Gloucestershire v Glamorgan
LV=County Championship -
Will Tavare produced a backs-to-the-wall innings reminiscent of his famous uncle to help Gloucestershire salvage a draw from their LV=County Championship match against Glamorgan at Bristol.
Having seen the visitors claim a first innings lead of 224 before declaring at 615 for seven on the final morning, Tavare opened Gloucestershire’s second innings and faced 167 balls in a fighting knock of 41, occupying more than three and a half hours.
It enabled the hosts to reach 165-5 when the players shook hands with a possible five overs remaining. Former Kent and Somerset batsman Chris Tavare, who built a reputation as a reliable stone-waller with England would have been rightly proud of his 24-year-old nephew.
Ian Cockbain contributed 25 off 97 balls to a fourth-wicket stand of 44 with Tavare that used up 32.1 overs before Will Gidman’s 47 not out ensured Gloucestershire of a draw.
Glamorgan’s bowlers toiled hard on a pitch which had been unresponsive throughout the game, but had to be content with 12 points from the game to their opponents’ nine.
The final day began with Glamorgan batting on for five overs, extending an overnight lead of 178. Ruaidhri Smith was 57 not out off 111 balls when the declaration came.
It had been a memorable baptism for 17-year-old debutant wicketkeeper Patrick Grieshaber, who conceded 17 byes, largely as a result of some wayward bowling, in standing behind the stumps for 159 overs.
Glamorgan looked set to press home their advantage when Graham Wagg struck twice and Jacques Rudolph claimed a stunning slip catch of Jim Allenby to reduce Gloucestershire to 49 for three at lunch.
But Tavare and Cockbain then dug in for most of the afternoon session. At one point the pair played out 57 consecutive dot balls as they battled to save the game.
Cockbain was eventually caught at slip off the occasional leg-spin of Rudolph and at tea the home side were 103 for four with 34 more overs due to be bowled.
Tavare perished in the final session, gloving a leg side catch to wicketkeeper Mark Wallace off Smith, but Will Gidman and Benny Howell saw Gloucestershire to safety.
Glamorgan coach Toby Radford said: “I’m proud of the way the bowlers stuck to their task and our efforts in building a big lead in the face of a near 400 total. But in the end the pitch didn’t deteriorate sufficiently for us to force the win.”
Ben Wright hit a sparkling 125-ball century to give Glamorgan a chance of pulling off an unlikely LV=County Championship victory over Gloucestershire at Bristol.
Replying to the home side’s 391, the Welsh county posted 569 for seven by the end of day three, claiming maximum batting points. Wright contributed 123 and Jacques Rudolph, unbeaten on 108 overnight, eventually fell for 139.
Wright’s superb innings featured 24 fours and a six. The 26-year-old Lancastrian began the day on eight in a score of 209 for two and batted through the morning session with Rudolph, the pair adding 130 to the total by lunch.
Half-centuries from Jim Allenby and Chris Cooke later cemented Glamorgan’s grip on the game as Gloucestershire’s bowlers toiled in fierce afternoon sunshine.
By the close the visitors led by 178 and have the opportunity to apply some pressure tomorrow.
The pitch, which had looked bland on day two, offered no more assistance to the bowlers as Rudolph and, particularly Wright, scored quickly from the start of the day.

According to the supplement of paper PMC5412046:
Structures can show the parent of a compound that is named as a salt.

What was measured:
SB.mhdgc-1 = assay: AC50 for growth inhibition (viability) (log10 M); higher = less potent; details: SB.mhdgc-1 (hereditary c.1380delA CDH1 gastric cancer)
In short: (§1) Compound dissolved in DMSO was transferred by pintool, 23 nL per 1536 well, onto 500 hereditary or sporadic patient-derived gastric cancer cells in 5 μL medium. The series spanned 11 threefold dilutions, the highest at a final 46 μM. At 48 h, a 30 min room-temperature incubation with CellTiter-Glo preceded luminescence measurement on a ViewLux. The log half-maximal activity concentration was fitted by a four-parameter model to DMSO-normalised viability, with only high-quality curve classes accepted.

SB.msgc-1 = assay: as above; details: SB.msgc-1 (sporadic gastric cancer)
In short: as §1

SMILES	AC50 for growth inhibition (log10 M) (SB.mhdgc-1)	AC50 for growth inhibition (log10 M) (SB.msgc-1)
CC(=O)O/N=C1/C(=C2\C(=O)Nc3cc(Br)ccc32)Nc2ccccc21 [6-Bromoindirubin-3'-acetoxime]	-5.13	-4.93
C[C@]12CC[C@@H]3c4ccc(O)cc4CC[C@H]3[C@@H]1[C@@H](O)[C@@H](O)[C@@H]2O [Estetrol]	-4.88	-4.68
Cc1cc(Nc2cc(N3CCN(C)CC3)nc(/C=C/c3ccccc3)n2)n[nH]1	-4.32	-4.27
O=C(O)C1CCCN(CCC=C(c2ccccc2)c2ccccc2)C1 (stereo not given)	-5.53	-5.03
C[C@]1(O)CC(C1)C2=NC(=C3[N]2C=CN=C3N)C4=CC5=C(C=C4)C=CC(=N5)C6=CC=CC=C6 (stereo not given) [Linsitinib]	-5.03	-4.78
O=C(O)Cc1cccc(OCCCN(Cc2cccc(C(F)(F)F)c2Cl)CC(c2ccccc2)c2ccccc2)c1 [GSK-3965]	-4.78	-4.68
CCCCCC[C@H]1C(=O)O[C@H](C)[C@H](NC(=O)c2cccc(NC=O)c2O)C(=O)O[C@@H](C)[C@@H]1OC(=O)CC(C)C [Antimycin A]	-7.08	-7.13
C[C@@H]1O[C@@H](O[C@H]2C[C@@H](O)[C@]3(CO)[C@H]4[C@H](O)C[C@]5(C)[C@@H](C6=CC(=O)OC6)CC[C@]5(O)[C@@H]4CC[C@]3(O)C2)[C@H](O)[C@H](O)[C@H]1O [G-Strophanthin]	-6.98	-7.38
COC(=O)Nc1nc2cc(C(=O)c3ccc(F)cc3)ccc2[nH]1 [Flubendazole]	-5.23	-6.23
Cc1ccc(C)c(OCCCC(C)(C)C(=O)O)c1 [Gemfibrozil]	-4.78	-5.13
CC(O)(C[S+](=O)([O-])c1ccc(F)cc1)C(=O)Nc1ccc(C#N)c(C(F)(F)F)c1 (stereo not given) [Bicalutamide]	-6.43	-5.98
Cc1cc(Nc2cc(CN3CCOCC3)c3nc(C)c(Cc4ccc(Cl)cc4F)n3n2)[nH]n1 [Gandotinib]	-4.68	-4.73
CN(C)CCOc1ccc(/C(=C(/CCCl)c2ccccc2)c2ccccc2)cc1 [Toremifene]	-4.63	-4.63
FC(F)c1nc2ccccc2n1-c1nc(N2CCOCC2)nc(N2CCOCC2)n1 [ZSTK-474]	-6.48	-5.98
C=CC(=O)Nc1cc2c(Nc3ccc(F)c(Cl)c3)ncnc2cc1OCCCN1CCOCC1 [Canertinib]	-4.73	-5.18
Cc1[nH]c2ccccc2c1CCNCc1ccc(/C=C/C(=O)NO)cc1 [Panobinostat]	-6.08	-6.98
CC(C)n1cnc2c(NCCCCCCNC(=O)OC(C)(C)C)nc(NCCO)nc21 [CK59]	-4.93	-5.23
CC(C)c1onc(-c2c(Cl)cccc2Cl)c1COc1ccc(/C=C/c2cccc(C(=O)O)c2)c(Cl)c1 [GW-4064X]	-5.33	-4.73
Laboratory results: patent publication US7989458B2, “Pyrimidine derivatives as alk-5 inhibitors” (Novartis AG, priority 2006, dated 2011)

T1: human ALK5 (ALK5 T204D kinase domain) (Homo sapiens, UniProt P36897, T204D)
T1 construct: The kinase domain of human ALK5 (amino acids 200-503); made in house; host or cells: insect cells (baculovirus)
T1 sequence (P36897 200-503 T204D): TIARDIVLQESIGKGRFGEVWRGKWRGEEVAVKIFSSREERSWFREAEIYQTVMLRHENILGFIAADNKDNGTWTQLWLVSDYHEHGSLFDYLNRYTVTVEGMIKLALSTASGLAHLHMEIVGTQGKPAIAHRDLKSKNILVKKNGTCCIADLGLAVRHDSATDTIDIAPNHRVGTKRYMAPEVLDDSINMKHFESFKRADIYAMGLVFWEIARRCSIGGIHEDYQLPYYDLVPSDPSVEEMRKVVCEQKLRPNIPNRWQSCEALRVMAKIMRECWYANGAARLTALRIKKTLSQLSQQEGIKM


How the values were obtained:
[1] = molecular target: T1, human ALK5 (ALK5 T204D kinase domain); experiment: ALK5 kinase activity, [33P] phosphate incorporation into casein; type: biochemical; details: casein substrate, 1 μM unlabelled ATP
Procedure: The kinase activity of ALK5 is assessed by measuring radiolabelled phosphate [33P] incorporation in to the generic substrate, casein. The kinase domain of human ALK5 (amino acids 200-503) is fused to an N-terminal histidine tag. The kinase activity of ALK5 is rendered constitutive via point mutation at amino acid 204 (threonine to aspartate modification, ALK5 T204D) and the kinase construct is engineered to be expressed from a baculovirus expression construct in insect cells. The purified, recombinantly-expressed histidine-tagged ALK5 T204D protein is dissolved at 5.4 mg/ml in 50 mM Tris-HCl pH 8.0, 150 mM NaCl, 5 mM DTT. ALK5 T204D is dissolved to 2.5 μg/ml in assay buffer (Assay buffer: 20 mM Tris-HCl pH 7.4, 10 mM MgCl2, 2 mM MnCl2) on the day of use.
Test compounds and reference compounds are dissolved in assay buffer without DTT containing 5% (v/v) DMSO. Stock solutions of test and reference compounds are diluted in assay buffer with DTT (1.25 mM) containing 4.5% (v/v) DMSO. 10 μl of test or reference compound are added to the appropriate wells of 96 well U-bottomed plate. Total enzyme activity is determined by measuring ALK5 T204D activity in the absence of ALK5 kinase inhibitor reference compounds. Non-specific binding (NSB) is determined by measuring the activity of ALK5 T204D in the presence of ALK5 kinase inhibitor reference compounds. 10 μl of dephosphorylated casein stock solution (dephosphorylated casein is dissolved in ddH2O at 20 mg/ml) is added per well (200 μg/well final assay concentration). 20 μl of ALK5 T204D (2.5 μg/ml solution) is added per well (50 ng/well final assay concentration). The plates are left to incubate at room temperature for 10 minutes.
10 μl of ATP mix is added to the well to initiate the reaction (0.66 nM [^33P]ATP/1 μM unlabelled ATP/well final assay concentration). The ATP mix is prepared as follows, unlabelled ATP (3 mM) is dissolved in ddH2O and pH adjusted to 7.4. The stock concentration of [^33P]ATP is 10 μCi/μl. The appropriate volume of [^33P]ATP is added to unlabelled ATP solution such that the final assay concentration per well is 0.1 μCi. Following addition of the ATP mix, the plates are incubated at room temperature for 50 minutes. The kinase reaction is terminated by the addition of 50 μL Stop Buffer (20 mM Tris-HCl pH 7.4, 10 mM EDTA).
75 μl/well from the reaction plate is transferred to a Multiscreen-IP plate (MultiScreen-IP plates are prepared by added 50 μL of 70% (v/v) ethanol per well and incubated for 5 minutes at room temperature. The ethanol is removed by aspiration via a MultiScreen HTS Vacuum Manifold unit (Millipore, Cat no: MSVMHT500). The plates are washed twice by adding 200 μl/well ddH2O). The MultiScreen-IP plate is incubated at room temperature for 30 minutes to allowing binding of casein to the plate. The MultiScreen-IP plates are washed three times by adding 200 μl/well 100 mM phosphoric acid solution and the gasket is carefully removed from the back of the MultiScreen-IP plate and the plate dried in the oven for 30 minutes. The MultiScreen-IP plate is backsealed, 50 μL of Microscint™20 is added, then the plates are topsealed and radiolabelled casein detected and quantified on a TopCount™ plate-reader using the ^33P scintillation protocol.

Wright, who had looked uncomfortable at times the previous evening, hit top form with some sweet timing and moved to a half-century off 71 balls, outscoring his partner.
Their stand of 158 took the score to 343 in the afternoon session before Rudolph departed, caught at third-man advancing to a short ball from Matt Taylor and attempting to uppercut it for six. The opener had faced 266 balls and hit 18 fours and a six.
Wright followed with the total on 370, caught by Ian Cockbain behind square, looking to sweep left-arm spinner Tom Smith. He left the pitch to warm applause and can rarely ave played better.
Gloucestershire’s efforts to stem the scoring rate and prevent their opponents gaining a meaningful lead were centred around bowling short to a field with as many as three or four players on the leg-side boundary.
Allenby was dropped at mid-off by Benny Howell off Smith on seven and went on to enjoy himself, hitting boundaries off three consecutive balls from Liam Norwell, who conceded 17 from a single over.
It was 475-4 at tea, with Glamorgan 84 in front and Allenby having reached a 75-ball half-century. He fell soon after the interval, caught at deep square off Norwell.
Cooke followed to catch at cover off the same bowler, having made a solid 52 off 111 balls, and Graham Wagg had to retire hurt on five after being hit by a short ball from Taylor.
But Glamorgan moved relentlessly past the 500-mark before Andrew Salter fell leg before to Howell for 19. By then it was clear they were intent on batting through the day.
Glamorgan coach Toby Radford said: “Graham Wagg took a nasty blow on the back of the head and was a bit woozy for an hour or so. But he’s back to his normal chirpy self now.
“Ben Wright played beautifully and we are hoping this is an innings he can really kick of from. We will probably bat on for a bit in the morning and then hopefully our bowlers can do some damage.”
Glamorgan openers Jacques Rudolph and Will Bragg made hay in the West country sunshine as the LV=County Championship match with Gloucestershire at Bristol headed in the direction of a high-scoring draw on the second day.
After the hosts had been bowled out for 391 from an overnight 308 for five, Rudolph and Bragg put together a stand of 151 in 41.3 overs on a frustratingly bland pitch before Bragg fell for 67.
Rudolph went on to end the day unbeaten on 108, having reached his second century in successive Championship games off 152 balls, with 15 fours and a six. At 209 for two, Glamorgan looked well placed to at least avoid defeat.
Earlier, Michael Hogan had finished with four for 57 from 27 overs of wholehearted pace bowling, which helped restrict Gloucestershire to three batting points. Benny Howell’s 47 was the only sizable contribution from their late order.
The morning session began with the hosts needing 42 from 14 overs to take a fourth bonus point. Their hopes of scoring quickly enough to achieve it were soon hit by a needless run out.